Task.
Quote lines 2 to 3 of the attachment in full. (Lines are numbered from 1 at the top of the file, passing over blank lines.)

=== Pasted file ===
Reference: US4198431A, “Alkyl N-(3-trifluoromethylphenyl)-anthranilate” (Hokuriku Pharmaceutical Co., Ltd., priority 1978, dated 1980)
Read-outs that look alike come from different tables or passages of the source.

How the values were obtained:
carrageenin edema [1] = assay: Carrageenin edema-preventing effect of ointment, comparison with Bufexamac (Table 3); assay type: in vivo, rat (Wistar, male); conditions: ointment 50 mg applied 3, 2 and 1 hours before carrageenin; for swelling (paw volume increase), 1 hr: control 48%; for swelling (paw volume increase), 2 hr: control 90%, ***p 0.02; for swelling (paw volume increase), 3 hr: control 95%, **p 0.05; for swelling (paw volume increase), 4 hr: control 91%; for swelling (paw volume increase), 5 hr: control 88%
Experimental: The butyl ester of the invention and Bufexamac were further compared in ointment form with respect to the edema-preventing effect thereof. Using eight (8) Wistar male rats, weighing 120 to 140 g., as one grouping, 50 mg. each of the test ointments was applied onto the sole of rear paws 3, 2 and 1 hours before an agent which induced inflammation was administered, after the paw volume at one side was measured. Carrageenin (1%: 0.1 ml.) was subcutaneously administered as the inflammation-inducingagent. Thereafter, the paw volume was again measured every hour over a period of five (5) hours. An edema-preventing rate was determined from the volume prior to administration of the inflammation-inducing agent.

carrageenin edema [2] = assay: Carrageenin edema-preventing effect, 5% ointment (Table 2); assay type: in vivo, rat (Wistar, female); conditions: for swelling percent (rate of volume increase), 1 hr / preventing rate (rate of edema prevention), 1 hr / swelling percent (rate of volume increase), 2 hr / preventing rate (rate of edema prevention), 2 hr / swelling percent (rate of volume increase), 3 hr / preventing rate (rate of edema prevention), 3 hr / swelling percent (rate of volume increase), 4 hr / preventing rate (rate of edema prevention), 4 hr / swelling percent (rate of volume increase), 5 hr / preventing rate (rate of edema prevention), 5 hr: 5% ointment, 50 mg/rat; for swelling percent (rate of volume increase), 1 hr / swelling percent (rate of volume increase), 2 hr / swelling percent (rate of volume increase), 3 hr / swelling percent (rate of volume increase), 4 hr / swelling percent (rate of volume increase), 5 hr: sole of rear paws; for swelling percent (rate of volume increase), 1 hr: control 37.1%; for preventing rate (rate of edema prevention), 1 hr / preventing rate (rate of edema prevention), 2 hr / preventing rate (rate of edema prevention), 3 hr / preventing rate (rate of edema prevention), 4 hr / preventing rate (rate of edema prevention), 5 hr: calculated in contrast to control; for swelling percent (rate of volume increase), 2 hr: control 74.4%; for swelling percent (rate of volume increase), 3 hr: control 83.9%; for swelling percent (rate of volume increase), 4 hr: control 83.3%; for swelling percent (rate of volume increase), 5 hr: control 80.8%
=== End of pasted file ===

Read-outs that look alike come from different tables or passages of the source.

How the values were obtained: